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ggbio: an R package for extending the grammar of graphics for genomic data

Tengfei Yin1, Dianne Cook2 and Michael Lawrence3*

Author Affiliations

1 Department of Genetics, Development and Cell Biology, Iowa State University, Ames, IA 50011, USA

2 Department of Statistics, Iowa State University, Ames, IA 50011, USA

3 Department of Bioinformatics, Genentech, 1 Dna Way South San Francisco, CA 94080, USA

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Genome Biology 2012, 13:R77  doi:10.1186/gb-2012-13-8-r77

The electronic version of this article is the complete one and can be found online at:

Received:8 June 2012
Revisions received:17 July 2012
Accepted:31 August 2012
Published:31 August 2012

© 2012 Yin et al.; licensee BioMed Central Ltd.

This is an open access article distributed under the terms of the Creative Commons Attribution License (, which permits unrestricted use, distribution, and reproduction in any medium, provided the original work is properly cited.


We introduce ggbio, a new methodology to visualize and explore genomics annotations and high-throughput data. The plots provide detailed views of genomic regions, summary views of sequence alignments and splicing patterns, and genome-wide overviews with karyogram, circular and grand linear layouts. The methods leverage the statistical functionality available in R, the grammar of graphics and the data handling capabilities of the Bioconductor project. The plots are specified within a modular framework that enables users to construct plots in a systematic way, and are generated directly from Bioconductor data structures. The ggbio R package is available at webcite.


Visualization is an important component of genomic analysis, primarily because it facilitates exploration and discovery, by revealing patterns of variation and relationships between experimental data sets and annotations. Data on the genome fall into two classes: annotations, such as gene models, and experimental measurements, such as alignments of high-throughput sequencing data. The unique and unifying trait of all genomic data is that they occupy ranges on the genome. Associated with the ranges is usually multivariate meta-information both at the feature level, such as a score or functional annotation, and at the sample level, such as gender, treatment, cancer or cell type. These data ranges can range in scale from hundreds to billions of data points, and the features are dispersed along genomes that might be many gigabases in length. Visualization tools need to slice and dice and summarize the data in different ways to expose its different aspects and to focus on different resolutions, from a sensible overview of the whole genome, to detailed information on a per base scale. To help focus attention on interesting features, statistical summaries need to be viewed in conjunction with displays of raw data and annotations.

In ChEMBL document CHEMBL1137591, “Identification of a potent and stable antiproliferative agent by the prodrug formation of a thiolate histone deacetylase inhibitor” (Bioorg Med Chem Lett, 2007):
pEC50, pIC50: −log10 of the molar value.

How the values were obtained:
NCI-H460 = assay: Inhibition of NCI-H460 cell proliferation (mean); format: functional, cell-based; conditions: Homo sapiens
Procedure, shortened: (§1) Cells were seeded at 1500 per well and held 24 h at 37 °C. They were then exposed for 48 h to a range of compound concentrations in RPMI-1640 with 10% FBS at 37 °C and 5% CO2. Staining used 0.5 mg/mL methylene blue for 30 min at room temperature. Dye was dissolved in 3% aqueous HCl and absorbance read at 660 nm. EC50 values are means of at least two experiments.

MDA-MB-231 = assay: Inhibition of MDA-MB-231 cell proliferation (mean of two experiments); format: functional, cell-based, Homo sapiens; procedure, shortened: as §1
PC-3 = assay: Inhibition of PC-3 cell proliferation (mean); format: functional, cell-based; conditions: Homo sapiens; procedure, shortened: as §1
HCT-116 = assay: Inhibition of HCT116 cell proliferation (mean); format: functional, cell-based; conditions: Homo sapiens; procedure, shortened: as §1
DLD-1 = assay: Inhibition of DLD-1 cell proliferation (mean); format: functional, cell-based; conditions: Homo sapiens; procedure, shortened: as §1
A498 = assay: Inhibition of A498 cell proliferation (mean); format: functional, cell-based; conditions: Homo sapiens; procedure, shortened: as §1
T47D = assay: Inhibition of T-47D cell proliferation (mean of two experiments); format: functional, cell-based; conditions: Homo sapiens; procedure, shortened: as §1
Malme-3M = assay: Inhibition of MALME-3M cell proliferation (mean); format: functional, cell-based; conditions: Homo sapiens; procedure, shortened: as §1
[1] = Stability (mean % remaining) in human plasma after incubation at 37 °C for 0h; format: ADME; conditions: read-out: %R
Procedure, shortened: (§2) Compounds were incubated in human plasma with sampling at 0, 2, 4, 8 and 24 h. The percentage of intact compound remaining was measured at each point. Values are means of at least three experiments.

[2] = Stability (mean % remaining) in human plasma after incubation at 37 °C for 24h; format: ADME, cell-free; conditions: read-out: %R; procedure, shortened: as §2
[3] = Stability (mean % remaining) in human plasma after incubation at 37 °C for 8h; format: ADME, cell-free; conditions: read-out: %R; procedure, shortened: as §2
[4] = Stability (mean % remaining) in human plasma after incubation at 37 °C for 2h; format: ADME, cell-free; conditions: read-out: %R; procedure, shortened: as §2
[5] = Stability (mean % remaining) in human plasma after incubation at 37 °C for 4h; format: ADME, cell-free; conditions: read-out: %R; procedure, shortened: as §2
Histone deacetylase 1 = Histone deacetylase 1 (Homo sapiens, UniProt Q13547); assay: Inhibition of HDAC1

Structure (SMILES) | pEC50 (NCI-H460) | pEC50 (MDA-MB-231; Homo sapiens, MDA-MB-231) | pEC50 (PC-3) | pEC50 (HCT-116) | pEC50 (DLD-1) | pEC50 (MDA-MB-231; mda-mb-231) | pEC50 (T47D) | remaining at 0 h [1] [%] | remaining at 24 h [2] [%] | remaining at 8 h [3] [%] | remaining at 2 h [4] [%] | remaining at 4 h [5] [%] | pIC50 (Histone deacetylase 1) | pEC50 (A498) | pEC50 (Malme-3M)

Various visualization tools have been developed, most of which are implemented in the form of a genome browser. Data are typically plotted along with annotations with genomic coordinates on the horizontal axis with other information laid out in different panels called tracks. Examples of genome browsers include the desktop-based browsers Integrated Genome Browser [1,2] and Integrative Genomics Viewer [3,4]. There are also web-based genome browsers, including Ensembl [5], UCSC Genome Browser [6], and GBrowse [7], and several new web-based browsers, like Dalliance, which rely on technologies like HTML5 and Scalable Vector Graphics [8], or Adobe Flash, like DNAnexus [9]. Other software, like Circos [10], provide specialist functionality. R also has some new tools for visualizing genomic data, GenomeGraphs [11] and Gviz [12]. They all have advantages for different purposes: some are fast, while others have easier user interfaces. Some are interactive, offer cross-platform support or support more file formats.